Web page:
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Breaking the Deadlock: The 2000 Election, the Constitution, and the Courts [Hardcover]

Richard A. Posner
3.2 out of 5 stars  See all reviews (26 customer reviews)
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Book Description

July 25 2001

The 2000 Presidential election ended in a collision of history, law, and the courts. It produced a deadlock that dragged out the result for over a month, and consequences--real and imagined--that promise to drag on for years. In the first in-depth study of the election and its litigious aftermath, Judge Posner surveys the history and theory of American electoral law and practice, analyzes which Presidential candidate ''really'' won the popular vote in Florida, surveys the litigation that ensued, evaluates the courts, the lawyers, and the commentators, and ends with a blueprint for reforming our Presidential electoral practices.

The book starts with an overview of the electoral process, including its history and guiding theories. It looks next at the Florida election itself, exploring which candidate ''really'' won and whether this is even a meaningful question. The focus then shifts to the complex litigation, both state and federal, provoked by the photo finish. On the basis of the pragmatic jurisprudence that Judge Posner has articulated and defended in his previous writings, this book offers an alternative justification for the Supreme Court's decision in Bush v. Gore while praising the Court for averting the chaotic consequences of an unresolved deadlock.

Posner also evaluates the performance of the lawyers who conducted the post-election litigation and of the academics who commented on the unfolding drama. He argues that neither Gore's nor Bush's lawyers blundered seriously, but that the reaction of the legal professoriat to the litigation exposed serious flaws in the academic practice of constitutional law. While rejecting such radical moves as abolishing the Electoral College or creating a national ballot, Posner concludes with a detailed plan of feasible reforms designed to avoid a repetition of the 2000 election fiasco.

Lawyers, political scientists, pundits, and politicians are waiting to hear what Judge Posner has to say. But this book is written for and will be welcomed by all who were riveted by the recent crisis of presidential succession.


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From Publishers Weekly

In this dense and detailed study, Posner, a U.S. Court of Appeals judge and University of Chicago law professor, departs from many recent analyses of the 2000 presidential election in finding both the election and the Supreme Court decision that ended it fair and defensible. Posner begins by arguing that U.S. democracy should be seen as a practical, structured procedure for picking leaders. He next moves to a quite confusing, statistical analysis of whether or not Gore could have won the Florida vote in a hand recount. His answer is maybe, depending on what ballots were counted hanging chads, pregnant chads, what have you. But he then argues this is moot, since the Florida Supreme Court was wrong to order hand counts in the first place, a decision properly belonging to the Florida legislature, in accordance with Article II of the U.S. Constitution. It then follows that the U.S. Supreme Court decision in Bush v. Gore to end the hand count was correct, although its reasoning was not. The Court found the recount violated the equal protection afforded by the Constitution, but should have just referred to Article II. Posner sees this decision as an exercise in judicial "pragmatism," in which judges consider the practical implications of their rulings. By acting as it did, the Supreme Court avoided the chaos of throwing the election to the U.S. House of Representatives and thus preserved election procedure. Posner's endless references to legal arcana and statistical minutiae, make his arguments oblique and extremely difficult to follow. (Sept. 5)Forecast: Posner is a highly visible and respected jurist, and his book will receive media attention, but it won't compete sales-wise with the election postmortems of his liberal opponents Alan Dershowitz and Vince Bugliosi.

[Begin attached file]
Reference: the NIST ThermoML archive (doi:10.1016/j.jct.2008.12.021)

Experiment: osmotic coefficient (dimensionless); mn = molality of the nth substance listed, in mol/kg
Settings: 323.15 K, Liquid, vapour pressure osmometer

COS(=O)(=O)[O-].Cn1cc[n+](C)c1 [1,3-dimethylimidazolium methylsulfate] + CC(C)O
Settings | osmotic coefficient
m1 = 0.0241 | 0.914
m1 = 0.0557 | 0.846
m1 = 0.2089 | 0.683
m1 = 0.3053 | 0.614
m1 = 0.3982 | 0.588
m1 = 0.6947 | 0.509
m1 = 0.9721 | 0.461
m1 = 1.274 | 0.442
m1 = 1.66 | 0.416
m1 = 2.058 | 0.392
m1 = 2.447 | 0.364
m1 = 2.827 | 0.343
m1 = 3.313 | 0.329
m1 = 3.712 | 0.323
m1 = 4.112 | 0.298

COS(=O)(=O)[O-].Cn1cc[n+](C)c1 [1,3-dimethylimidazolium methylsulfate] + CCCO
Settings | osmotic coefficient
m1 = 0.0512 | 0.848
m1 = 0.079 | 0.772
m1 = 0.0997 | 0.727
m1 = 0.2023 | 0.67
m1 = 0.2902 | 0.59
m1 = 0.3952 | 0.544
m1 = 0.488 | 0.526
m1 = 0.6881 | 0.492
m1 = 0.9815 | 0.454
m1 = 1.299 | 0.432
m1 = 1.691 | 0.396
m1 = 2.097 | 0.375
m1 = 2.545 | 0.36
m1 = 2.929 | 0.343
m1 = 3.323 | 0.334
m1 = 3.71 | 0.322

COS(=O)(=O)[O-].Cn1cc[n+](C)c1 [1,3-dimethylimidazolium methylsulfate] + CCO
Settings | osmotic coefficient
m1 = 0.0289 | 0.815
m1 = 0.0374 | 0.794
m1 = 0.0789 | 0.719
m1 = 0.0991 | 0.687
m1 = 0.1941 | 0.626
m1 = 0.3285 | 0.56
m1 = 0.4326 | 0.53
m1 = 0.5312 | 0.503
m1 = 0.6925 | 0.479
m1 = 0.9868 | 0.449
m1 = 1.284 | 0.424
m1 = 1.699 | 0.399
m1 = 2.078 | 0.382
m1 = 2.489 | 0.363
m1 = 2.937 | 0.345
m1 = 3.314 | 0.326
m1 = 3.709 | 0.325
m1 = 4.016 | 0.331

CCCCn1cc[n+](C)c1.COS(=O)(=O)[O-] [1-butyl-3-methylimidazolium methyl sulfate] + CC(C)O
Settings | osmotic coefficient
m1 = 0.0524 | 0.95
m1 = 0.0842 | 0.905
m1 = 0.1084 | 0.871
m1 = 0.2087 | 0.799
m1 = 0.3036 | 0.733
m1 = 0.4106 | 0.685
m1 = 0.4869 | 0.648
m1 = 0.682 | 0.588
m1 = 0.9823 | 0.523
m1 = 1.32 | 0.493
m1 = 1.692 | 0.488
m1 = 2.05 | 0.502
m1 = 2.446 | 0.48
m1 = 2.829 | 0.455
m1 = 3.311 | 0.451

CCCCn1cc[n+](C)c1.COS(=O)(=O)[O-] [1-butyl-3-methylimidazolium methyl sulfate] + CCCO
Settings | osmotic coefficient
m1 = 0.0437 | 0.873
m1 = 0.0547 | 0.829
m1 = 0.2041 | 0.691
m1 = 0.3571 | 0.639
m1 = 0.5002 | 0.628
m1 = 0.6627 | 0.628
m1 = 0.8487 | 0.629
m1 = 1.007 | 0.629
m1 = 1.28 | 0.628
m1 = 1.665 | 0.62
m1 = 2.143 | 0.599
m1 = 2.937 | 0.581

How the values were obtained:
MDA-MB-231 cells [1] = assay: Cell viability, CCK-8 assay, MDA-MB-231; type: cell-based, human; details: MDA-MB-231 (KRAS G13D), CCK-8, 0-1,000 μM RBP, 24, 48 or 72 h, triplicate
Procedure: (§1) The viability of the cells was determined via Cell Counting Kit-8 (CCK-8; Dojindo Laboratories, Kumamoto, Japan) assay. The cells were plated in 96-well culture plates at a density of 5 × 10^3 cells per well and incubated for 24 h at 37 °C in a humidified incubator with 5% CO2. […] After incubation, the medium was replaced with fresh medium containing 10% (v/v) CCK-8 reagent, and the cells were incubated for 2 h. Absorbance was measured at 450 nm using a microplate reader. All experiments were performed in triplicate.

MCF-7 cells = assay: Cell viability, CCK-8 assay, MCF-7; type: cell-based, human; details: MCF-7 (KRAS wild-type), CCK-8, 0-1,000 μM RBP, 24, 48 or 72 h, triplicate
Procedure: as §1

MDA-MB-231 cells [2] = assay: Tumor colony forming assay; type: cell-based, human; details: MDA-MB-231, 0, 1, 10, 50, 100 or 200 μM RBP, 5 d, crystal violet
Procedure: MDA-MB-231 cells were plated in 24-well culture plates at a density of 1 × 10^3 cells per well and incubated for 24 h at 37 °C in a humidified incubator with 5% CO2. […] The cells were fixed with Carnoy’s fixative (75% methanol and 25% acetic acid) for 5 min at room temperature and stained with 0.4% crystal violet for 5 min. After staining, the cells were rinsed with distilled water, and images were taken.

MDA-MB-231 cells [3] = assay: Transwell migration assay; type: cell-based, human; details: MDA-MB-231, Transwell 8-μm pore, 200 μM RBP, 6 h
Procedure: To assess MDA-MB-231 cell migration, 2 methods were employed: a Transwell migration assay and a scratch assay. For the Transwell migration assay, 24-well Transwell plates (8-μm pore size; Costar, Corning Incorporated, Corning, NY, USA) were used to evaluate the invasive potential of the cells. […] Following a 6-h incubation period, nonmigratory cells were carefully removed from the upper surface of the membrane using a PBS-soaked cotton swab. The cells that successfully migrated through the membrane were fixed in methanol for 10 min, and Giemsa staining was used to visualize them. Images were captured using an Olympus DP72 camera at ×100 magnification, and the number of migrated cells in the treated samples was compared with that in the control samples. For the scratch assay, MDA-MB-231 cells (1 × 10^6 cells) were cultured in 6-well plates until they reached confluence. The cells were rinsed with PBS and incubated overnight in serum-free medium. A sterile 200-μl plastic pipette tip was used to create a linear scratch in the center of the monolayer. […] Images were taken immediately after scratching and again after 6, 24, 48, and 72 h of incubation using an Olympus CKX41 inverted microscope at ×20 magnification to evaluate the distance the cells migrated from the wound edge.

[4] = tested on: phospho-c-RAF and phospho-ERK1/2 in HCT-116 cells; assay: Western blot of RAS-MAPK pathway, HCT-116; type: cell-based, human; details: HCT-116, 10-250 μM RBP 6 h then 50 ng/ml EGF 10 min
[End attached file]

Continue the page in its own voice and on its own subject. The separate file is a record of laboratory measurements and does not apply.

Copyright 2001 Cahners Business Information, Inc.

From Library Journal

Posner, a leading law and economics scholar and judge of the U.S. Court of Appeals for the Seventh Circuit, offers a careful examination of state and federal litigation concerning postelection ballot and constitutional controversies culminating in the U.S. Supreme Court decision in Bush v. Gore (2000). Posner offers precise insights and analysis of constitutional law and statutory provisions, criticizing both liberal and conservative constitutional scholars while exploring the complexities of Florida's voting processes. His excellent analysis reveals the societal underpinnings of democracy, constitutionalism, and voting schemes. Demonstrating the difficulties of solving electoral problems in presidential elections within our existing laws and institutions, Posner argues that in Bush v. Gore the Court acted reasonably and pragmatically if not necessarily correctly according to state law and the U.S. Constitution. In this regard, his analysis stands in sharp contrast to that of Alan Dershowitz in Supreme Injustice (LJ 8/01) and like that book represents a leading view on this controversial subject. Highly recommended for general readers with knowledge of American politics or constitutional law. Steven Puro, St. Louis Univ.
Copyright 2001 Reed Business Information, Inc.

Inside This Book (Learn More)
First Sentence
BEHIND THE 2000 Presidential election in Florida lie thousands of years of thinking about, controversy over, experimentation with, regulation of, and tinkering with the popular vote as the method of political governance deemed central to democratic theory. Read the first page
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Front Cover | Copyright | Table of Contents | Excerpt | Index | Back Cover
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Customer Reviews

Most helpful customer reviews
By Digger
Format:Hardcover
This book, while a difficult read, lays out the Constitutional arguments for the legitimacy of the Supreme Court's decisions in the presidential election of 2000. I didn't vote for Bush, and I won't vote for him in November, but after reading this book, I can accept that his presidency, while controversial, is legitimate. (Opposition to Bush's policies is a separate matter entirely, and I won't be sorry if he loses.)